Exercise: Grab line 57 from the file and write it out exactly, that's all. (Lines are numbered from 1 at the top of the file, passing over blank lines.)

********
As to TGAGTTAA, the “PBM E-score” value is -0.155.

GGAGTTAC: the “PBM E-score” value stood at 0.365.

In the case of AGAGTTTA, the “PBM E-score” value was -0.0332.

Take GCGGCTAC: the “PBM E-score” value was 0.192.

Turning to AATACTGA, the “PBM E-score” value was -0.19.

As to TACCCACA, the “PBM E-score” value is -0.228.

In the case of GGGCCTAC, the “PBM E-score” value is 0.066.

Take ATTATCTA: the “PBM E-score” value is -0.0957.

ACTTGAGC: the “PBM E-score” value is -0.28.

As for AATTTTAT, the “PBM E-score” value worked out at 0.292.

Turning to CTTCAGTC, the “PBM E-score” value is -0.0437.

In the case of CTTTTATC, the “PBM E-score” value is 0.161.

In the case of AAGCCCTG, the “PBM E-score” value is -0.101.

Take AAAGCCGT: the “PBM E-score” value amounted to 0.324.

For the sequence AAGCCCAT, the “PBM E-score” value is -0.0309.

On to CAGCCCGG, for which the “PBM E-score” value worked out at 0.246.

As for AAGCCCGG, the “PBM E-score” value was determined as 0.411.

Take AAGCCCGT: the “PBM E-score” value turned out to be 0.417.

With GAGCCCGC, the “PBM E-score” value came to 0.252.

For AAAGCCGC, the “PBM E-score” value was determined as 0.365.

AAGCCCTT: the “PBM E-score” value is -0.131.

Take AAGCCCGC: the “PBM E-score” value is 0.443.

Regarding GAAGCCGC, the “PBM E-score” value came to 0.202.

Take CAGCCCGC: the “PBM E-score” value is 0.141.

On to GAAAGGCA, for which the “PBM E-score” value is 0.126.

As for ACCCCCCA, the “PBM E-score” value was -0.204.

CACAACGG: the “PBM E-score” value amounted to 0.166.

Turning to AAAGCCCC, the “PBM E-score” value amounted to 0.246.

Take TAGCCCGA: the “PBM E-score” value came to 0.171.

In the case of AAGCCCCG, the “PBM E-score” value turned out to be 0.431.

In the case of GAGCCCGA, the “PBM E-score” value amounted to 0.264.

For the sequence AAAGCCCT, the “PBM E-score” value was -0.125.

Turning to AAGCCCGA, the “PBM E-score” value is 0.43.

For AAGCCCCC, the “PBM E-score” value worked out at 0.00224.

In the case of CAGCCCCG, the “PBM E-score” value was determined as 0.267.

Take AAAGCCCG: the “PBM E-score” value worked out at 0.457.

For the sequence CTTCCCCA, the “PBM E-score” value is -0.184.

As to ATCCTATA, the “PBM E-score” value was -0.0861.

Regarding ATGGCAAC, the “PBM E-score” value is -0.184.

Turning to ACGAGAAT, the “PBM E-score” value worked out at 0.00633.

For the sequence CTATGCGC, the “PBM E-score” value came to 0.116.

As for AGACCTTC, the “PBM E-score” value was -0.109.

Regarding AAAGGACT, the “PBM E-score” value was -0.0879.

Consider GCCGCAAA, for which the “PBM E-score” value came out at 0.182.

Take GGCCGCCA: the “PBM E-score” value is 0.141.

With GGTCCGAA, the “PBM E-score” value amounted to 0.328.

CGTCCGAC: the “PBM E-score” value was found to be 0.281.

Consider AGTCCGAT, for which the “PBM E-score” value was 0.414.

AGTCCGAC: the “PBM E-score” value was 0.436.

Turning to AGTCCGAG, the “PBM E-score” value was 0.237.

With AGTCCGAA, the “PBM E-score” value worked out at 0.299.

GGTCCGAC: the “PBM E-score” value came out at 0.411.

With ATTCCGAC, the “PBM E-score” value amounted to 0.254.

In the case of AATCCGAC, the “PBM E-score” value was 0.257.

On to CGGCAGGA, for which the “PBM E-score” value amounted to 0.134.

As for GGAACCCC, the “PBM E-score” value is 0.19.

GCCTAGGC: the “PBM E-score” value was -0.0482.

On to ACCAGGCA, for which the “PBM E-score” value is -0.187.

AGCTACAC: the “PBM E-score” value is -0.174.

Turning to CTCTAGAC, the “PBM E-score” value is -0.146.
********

GCCTAGGC: the “PBM E-score” value was -0.0482.